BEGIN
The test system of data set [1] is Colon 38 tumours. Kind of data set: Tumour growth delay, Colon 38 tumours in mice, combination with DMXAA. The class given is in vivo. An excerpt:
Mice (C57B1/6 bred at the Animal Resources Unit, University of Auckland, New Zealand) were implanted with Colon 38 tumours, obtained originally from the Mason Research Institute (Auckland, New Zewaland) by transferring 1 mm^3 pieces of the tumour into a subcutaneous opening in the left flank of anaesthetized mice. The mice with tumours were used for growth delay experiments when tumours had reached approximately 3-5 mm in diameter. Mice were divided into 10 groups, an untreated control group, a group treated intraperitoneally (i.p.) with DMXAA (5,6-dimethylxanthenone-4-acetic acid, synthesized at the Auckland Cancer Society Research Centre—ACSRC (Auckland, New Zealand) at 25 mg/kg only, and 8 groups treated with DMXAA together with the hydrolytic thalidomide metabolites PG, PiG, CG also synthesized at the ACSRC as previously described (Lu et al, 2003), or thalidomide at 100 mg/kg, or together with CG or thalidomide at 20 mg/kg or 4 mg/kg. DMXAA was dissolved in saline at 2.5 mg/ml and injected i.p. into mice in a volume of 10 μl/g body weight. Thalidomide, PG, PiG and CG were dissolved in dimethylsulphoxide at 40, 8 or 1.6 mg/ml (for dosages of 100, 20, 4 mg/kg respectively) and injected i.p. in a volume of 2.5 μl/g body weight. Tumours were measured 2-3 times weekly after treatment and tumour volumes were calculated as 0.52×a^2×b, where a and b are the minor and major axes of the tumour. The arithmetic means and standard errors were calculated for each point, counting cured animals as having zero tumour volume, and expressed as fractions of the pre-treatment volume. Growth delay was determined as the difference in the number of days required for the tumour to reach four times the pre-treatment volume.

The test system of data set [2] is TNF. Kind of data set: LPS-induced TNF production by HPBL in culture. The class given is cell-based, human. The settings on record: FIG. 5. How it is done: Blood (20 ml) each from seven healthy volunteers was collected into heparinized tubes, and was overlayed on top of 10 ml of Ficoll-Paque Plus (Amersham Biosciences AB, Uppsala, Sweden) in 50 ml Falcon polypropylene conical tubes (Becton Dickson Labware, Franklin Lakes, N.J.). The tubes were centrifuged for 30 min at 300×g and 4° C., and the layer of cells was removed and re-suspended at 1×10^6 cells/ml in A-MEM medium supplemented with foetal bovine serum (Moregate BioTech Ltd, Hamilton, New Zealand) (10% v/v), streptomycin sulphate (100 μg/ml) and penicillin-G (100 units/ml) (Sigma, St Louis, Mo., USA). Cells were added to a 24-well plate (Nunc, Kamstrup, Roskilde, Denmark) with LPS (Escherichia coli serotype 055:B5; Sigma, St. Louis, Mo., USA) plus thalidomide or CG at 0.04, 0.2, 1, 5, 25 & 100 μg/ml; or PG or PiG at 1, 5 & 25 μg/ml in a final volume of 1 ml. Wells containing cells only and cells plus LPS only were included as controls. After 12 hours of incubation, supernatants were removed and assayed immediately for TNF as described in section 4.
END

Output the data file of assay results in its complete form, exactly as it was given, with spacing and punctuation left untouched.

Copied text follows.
The test system of data set [1] is Colon 38 tumours. Kind of data set: Tumour growth delay, Colon 38 tumours in mice, combination with DMXAA. The class given is in vivo. An excerpt:
Mice (C57B1/6 bred at the Animal Resources Unit, University of Auckland, New Zealand) were implanted with Colon 38 tumours, obtained originally from the Mason Research Institute (Auckland, New Zewaland) by transferring 1 mm^3 pieces of the tumour into a subcutaneous opening in the left flank of anaesthetized mice. The mice with tumours were used for growth delay experiments when tumours had reached approximately 3-5 mm in diameter. Mice were divided into 10 groups, an untreated control group, a group treated intraperitoneally (i.p.) with DMXAA (5,6-dimethylxanthenone-4-acetic acid, synthesized at the Auckland Cancer Society Research Centre—ACSRC (Auckland, New Zealand) at 25 mg/kg only, and 8 groups treated with DMXAA together with the hydrolytic thalidomide metabolites PG, PiG, CG also synthesized at the ACSRC as previously described (Lu et al, 2003), or thalidomide at 100 mg/kg, or together with CG or thalidomide at 20 mg/kg or 4 mg/kg. DMXAA was dissolved in saline at 2.5 mg/ml and injected i.p. into mice in a volume of 10 μl/g body weight. Thalidomide, PG, PiG and CG were dissolved in dimethylsulphoxide at 40, 8 or 1.6 mg/ml (for dosages of 100, 20, 4 mg/kg respectively) and injected i.p. in a volume of 2.5 μl/g body weight. Tumours were measured 2-3 times weekly after treatment and tumour volumes were calculated as 0.52×a^2×b, where a and b are the minor and major axes of the tumour. The arithmetic means and standard errors were calculated for each point, counting cured animals as having zero tumour volume, and expressed as fractions of the pre-treatment volume. Growth delay was determined as the difference in the number of days required for the tumour to reach four times the pre-treatment volume.

The test system of data set [2] is TNF. Kind of data set: LPS-induced TNF production by HPBL in culture. The class given is cell-based, human. The settings on record: FIG. 5. How it is done: Blood (20 ml) each from seven healthy volunteers was collected into heparinized tubes, and was overlayed on top of 10 ml of Ficoll-Paque Plus (Amersham Biosciences AB, Uppsala, Sweden) in 50 ml Falcon polypropylene conical tubes (Becton Dickson Labware, Franklin Lakes, N.J.). The tubes were centrifuged for 30 min at 300×g and 4° C., and the layer of cells was removed and re-suspended at 1×10^6 cells/ml in A-MEM medium supplemented with foetal bovine serum (Moregate BioTech Ltd, Hamilton, New Zealand) (10% v/v), streptomycin sulphate (100 μg/ml) and penicillin-G (100 units/ml) (Sigma, St Louis, Mo., USA). Cells were added to a 24-well plate (Nunc, Kamstrup, Roskilde, Denmark) with LPS (Escherichia coli serotype 055:B5; Sigma, St. Louis, Mo., USA) plus thalidomide or CG at 0.04, 0.2, 1, 5, 25 & 100 μg/ml; or PG or PiG at 1, 5 & 25 μg/ml in a final volume of 1 ml. Wells containing cells only and cells plus LPS only were included as controls. After 12 hours of incubation, supernatants were removed and assayed immediately for TNF as described in section 4.